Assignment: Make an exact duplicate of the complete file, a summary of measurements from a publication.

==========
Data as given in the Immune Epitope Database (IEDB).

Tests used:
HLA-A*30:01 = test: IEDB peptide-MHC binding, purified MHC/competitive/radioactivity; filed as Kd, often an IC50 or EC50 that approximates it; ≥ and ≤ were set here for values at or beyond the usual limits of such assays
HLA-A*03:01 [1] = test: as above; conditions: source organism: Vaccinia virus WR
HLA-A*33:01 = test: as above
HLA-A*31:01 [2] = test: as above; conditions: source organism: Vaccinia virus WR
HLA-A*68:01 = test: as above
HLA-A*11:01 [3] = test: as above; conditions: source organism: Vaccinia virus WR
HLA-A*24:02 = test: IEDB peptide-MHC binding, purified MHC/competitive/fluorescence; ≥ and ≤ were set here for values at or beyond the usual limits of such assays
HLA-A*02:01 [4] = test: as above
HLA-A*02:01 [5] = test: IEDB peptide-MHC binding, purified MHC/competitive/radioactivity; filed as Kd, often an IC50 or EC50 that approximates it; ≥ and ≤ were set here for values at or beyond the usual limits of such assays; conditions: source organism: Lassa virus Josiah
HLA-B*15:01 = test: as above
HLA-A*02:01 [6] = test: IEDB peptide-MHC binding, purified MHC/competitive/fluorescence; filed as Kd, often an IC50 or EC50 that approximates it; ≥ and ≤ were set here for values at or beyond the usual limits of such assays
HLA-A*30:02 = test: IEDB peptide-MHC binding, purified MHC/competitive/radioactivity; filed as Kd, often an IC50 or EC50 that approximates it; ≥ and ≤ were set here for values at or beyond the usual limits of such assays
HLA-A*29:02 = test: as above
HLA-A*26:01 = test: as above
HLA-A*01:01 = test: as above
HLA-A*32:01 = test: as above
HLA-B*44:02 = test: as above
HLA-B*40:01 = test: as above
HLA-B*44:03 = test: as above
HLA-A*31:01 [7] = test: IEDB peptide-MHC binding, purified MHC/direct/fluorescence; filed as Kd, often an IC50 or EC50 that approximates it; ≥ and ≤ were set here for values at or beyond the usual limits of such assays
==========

Data as given in the Immune Epitope Database (IEDB).

Tests used:
HLA-A*30:01 = test: IEDB peptide-MHC binding, purified MHC/competitive/radioactivity; filed as Kd, often an IC50 or EC50 that approximates it; ≥ and ≤ were set here for values at or beyond the usual limits of such assays
HLA-A*03:01 [1] = test: as above; conditions: source organism: Vaccinia virus WR
HLA-A*33:01 = test: as above
HLA-A*31:01 [2] = test: as above; conditions: source organism: Vaccinia virus WR
HLA-A*68:01 = test: as above
HLA-A*11:01 [3] = test: as above; conditions: source organism: Vaccinia virus WR
HLA-A*24:02 = test: IEDB peptide-MHC binding, purified MHC/competitive/fluorescence; ≥ and ≤ were set here for values at or beyond the usual limits of such assays
HLA-A*02:01 [4] = test: as above
HLA-A*02:01 [5] = test: IEDB peptide-MHC binding, purified MHC/competitive/radioactivity; filed as Kd, often an IC50 or EC50 that approximates it; ≥ and ≤ were set here for values at or beyond the usual limits of such assays; conditions: source organism: Lassa virus Josiah
HLA-B*15:01 = test: as above
HLA-A*02:01 [6] = test: IEDB peptide-MHC binding, purified MHC/competitive/fluorescence; filed as Kd, often an IC50 or EC50 that approximates it; ≥ and ≤ were set here for values at or beyond the usual limits of such assays
HLA-A*30:02 = test: IEDB peptide-MHC binding, purified MHC/competitive/radioactivity; filed as Kd, often an IC50 or EC50 that approximates it; ≥ and ≤ were set here for values at or beyond the usual limits of such assays
HLA-A*29:02 = test: as above
HLA-A*26:01 = test: as above
HLA-A*01:01 = test: as above
HLA-A*32:01 = test: as above
HLA-B*44:02 = test: as above
HLA-B*40:01 = test: as above
HLA-B*44:03 = test: as above
HLA-A*31:01 [7] = test: IEDB peptide-MHC binding, purified MHC/direct/fluorescence; filed as Kd, often an IC50 or EC50 that approximates it; ≥ and ≤ were set here for values at or beyond the usual limits of such assays